Distributed Cognition

Mood: quizzical quizzical
Now Playing: I Have Nothing (Whitney Houston)

I’ve been trying to get my ahead around three concepts: Vygotsky’s idea of psychological tools, activity theory and distributed cognition as I think they’ll all form part of my literature review.

Anyway, yesterday I was reading Gavriel Salomon’s paper on “No distribution without individuals’ cognition: a dynamic interractional view” which he wrote in 1993. I thought this paper would help me understand things from my point of view. As I’ve noticed in activity theory and distributed cognition there seems to be more emphasis on the tools rather than the individual, at most times it seem as if the individual is incident to the fact rather than perhaps the person who is running the system. I think I’m a very individual cognitive person and hence my reasoning may be influenced from these thoughts.

Anyway, Salomon is saying something similar to what I’m thinking except it was very hard trying to make my way through the maze of different theories and considerations. One of the things that Salomon talks about is the way that Lave (1988) sees

person-acting-in-settings whereby cognitions are ‘distributed – stretched over, not divided among – mind, body, activity and culturally organised settings (which include other actors)'” 

It’s this stretching over that seems quite confusing – cognition is seemed to be divided between objects and people. Pea (1993) – in the same book – preferred to refer to it as ‘distributed intelligence’ since he didn’t believe that objects can have a cognition. So guess in Pea’s manner that cognition is a wholly human activity. However, in one of his earlier papers, Pea (1985) he talk about cognitive tools such as computers, pen etc. which acts as cognitive thinking reorganisers within a functional system (he was keen to debunk the word amplifier). I think in this case the functional system has evolved into the distributed system.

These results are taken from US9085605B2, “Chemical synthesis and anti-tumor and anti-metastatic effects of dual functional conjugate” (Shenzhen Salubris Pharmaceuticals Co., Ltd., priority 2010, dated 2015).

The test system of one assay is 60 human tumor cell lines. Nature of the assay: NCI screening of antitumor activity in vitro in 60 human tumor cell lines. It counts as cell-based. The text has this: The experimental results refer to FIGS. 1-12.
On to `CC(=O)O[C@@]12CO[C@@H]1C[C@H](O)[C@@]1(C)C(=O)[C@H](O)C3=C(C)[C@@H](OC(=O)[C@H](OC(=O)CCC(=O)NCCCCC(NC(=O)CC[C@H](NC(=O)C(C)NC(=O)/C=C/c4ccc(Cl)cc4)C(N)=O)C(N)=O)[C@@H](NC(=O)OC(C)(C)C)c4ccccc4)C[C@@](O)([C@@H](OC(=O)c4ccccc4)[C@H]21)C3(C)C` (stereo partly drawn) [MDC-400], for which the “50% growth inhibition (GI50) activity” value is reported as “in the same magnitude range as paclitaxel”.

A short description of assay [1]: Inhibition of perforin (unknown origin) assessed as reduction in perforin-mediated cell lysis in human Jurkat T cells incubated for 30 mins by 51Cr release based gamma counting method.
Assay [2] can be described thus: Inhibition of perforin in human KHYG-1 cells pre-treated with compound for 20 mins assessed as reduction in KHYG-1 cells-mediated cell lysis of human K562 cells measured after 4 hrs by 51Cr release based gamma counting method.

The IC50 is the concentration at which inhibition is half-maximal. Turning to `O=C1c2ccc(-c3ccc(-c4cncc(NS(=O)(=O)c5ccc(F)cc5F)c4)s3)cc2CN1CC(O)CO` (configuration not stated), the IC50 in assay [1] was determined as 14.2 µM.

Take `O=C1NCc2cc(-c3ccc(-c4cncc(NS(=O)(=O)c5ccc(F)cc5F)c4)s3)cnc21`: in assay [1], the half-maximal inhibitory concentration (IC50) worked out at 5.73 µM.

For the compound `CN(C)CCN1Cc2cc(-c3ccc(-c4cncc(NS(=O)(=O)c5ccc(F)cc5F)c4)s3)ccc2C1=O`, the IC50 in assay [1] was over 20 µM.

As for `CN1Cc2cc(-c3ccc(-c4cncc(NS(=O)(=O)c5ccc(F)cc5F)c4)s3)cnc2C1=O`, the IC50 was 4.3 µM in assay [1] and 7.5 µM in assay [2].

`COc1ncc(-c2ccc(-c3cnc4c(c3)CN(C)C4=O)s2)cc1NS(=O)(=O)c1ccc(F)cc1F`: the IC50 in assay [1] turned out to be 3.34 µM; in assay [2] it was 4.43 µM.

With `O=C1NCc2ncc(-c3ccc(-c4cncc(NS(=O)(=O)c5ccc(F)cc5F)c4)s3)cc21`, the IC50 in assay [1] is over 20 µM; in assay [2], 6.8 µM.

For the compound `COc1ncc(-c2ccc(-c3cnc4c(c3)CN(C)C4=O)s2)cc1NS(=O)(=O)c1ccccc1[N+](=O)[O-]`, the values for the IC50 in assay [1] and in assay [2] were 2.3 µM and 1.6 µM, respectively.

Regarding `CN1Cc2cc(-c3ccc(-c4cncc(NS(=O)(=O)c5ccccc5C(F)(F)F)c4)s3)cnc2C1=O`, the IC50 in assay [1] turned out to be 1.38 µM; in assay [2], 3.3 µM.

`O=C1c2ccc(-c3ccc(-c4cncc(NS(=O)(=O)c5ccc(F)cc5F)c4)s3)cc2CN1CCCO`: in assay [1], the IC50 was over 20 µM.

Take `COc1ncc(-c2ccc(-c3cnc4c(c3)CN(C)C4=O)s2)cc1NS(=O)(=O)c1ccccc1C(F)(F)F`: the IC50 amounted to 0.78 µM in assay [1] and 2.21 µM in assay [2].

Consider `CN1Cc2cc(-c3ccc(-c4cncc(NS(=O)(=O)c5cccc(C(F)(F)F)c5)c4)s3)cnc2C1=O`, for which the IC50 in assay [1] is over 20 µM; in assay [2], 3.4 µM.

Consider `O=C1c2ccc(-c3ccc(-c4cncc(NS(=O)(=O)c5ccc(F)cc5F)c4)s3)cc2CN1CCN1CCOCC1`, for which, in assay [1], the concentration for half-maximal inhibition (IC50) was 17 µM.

Anyway, although keen on reading Salomon paper I can’t say he has given me a strong argument for the individual (I really want one) – or perhaps I’m just too dense to understand what he is actually trying to say. One of the things, he does mention is cognitive residuenot certain it is something he coined or it comes from elsewhere. Basically, he says that in a distributed cognitive system when the individual is there he will learn something in that system and retain it (this is what is the cognitive residue) and apply or transform its application in a completely different distributed cognitive system, and thus it is the individual (and all other individuals) pool together their cognitive residue and causing it to redistribute and create more cognitive residue – and this is the individual cognition we cannot ignore, the learning is not all in the cultural/social chrysalis that the post-Vygotskian theorists seems to want to put the hold human race into (ok, probably the last bit is more me ranting rather than Salomon’s view :D).